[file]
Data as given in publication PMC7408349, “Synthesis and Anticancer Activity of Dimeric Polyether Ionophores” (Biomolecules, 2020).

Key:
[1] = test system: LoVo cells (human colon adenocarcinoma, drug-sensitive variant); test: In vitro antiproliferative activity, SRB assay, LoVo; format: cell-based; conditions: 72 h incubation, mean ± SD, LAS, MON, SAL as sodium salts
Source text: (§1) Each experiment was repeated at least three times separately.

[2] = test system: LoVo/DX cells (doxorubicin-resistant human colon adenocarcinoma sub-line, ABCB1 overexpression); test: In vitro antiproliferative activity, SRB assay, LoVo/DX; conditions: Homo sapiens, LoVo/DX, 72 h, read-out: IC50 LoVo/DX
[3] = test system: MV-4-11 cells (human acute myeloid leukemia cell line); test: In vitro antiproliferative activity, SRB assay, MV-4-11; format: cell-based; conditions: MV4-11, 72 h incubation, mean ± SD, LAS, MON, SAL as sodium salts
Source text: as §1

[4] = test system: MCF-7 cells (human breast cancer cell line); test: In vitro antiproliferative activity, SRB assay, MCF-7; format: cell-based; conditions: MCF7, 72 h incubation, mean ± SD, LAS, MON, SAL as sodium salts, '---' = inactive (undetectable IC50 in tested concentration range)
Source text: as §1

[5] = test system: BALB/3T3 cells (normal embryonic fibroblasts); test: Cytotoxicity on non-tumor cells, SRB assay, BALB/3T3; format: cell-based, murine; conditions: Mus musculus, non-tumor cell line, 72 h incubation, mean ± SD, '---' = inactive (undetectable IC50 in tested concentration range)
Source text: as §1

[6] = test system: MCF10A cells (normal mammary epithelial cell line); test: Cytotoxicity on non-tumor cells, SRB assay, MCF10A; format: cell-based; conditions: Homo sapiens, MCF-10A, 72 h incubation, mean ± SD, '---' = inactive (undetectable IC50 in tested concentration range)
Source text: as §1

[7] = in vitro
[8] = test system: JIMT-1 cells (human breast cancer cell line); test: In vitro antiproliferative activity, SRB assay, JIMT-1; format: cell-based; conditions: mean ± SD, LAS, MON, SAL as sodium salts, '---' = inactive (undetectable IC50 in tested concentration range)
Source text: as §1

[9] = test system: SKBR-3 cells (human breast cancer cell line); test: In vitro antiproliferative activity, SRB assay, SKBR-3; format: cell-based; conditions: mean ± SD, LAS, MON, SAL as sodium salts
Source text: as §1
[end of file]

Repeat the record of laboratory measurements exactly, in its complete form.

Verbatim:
Data as given in publication PMC7408349, “Synthesis and Anticancer Activity of Dimeric Polyether Ionophores” (Biomolecules, 2020).

Key:
[1] = test system: LoVo cells (human colon adenocarcinoma, drug-sensitive variant); test: In vitro antiproliferative activity, SRB assay, LoVo; format: cell-based; conditions: 72 h incubation, mean ± SD, LAS, MON, SAL as sodium salts
Source text: (§1) Each experiment was repeated at least three times separately.

[2] = test system: LoVo/DX cells (doxorubicin-resistant human colon adenocarcinoma sub-line, ABCB1 overexpression); test: In vitro antiproliferative activity, SRB assay, LoVo/DX; conditions: Homo sapiens, LoVo/DX, 72 h, read-out: IC50 LoVo/DX
[3] = test system: MV-4-11 cells (human acute myeloid leukemia cell line); test: In vitro antiproliferative activity, SRB assay, MV-4-11; format: cell-based; conditions: MV4-11, 72 h incubation, mean ± SD, LAS, MON, SAL as sodium salts
Source text: as §1

[4] = test system: MCF-7 cells (human breast cancer cell line); test: In vitro antiproliferative activity, SRB assay, MCF-7; format: cell-based; conditions: MCF7, 72 h incubation, mean ± SD, LAS, MON, SAL as sodium salts, '---' = inactive (undetectable IC50 in tested concentration range)
Source text: as §1

[5] = test system: BALB/3T3 cells (normal embryonic fibroblasts); test: Cytotoxicity on non-tumor cells, SRB assay, BALB/3T3; format: cell-based, murine; conditions: Mus musculus, non-tumor cell line, 72 h incubation, mean ± SD, '---' = inactive (undetectable IC50 in tested concentration range)
Source text: as §1

[6] = test system: MCF10A cells (normal mammary epithelial cell line); test: Cytotoxicity on non-tumor cells, SRB assay, MCF10A; format: cell-based; conditions: Homo sapiens, MCF-10A, 72 h incubation, mean ± SD, '---' = inactive (undetectable IC50 in tested concentration range)
Source text: as §1

[7] = in vitro
[8] = test system: JIMT-1 cells (human breast cancer cell line); test: In vitro antiproliferative activity, SRB assay, JIMT-1; format: cell-based; conditions: mean ± SD, LAS, MON, SAL as sodium salts, '---' = inactive (undetectable IC50 in tested concentration range)
Source text: as §1

[9] = test system: SKBR-3 cells (human breast cancer cell line); test: In vitro antiproliferative activity, SRB assay, SKBR-3; format: cell-based; conditions: mean ± SD, LAS, MON, SAL as sodium salts
Source text: as §1